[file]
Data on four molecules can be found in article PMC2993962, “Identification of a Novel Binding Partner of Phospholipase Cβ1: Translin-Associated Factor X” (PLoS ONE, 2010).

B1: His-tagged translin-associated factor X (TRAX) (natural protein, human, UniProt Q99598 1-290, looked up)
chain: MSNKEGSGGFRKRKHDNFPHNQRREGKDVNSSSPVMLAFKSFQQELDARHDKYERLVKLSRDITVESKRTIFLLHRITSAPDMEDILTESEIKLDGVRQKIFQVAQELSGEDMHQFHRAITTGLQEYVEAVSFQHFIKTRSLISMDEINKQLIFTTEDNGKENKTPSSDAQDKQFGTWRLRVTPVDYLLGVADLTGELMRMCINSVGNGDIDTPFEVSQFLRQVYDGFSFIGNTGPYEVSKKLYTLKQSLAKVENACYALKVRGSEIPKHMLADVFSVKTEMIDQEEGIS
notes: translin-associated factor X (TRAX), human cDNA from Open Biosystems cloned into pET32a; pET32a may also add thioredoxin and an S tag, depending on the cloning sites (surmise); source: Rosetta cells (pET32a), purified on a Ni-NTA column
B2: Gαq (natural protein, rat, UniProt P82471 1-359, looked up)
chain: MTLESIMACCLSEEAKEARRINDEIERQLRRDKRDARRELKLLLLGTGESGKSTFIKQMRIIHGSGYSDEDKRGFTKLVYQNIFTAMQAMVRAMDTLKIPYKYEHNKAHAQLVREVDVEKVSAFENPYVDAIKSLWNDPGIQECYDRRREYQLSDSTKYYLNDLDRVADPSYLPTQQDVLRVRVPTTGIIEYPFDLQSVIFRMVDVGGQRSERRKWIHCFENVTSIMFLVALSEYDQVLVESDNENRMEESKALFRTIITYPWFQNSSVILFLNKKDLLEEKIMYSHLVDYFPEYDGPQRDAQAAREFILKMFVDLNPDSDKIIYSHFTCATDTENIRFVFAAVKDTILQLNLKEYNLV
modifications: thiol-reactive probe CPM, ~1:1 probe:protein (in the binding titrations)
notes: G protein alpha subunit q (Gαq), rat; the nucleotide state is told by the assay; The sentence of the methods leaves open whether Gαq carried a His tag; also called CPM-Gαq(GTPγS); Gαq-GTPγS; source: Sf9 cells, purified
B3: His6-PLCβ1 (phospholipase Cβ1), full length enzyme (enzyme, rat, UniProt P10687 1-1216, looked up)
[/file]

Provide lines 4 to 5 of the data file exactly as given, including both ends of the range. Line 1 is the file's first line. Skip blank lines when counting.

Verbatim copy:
notes: translin-associated factor X (TRAX), human cDNA from Open Biosystems cloned into pET32a; pET32a may also add thioredoxin and an S tag, depending on the cloning sites (surmise); source: Rosetta cells (pET32a), purified on a Ni-NTA column
B2: Gαq (natural protein, rat, UniProt P82471 1-359, looked up)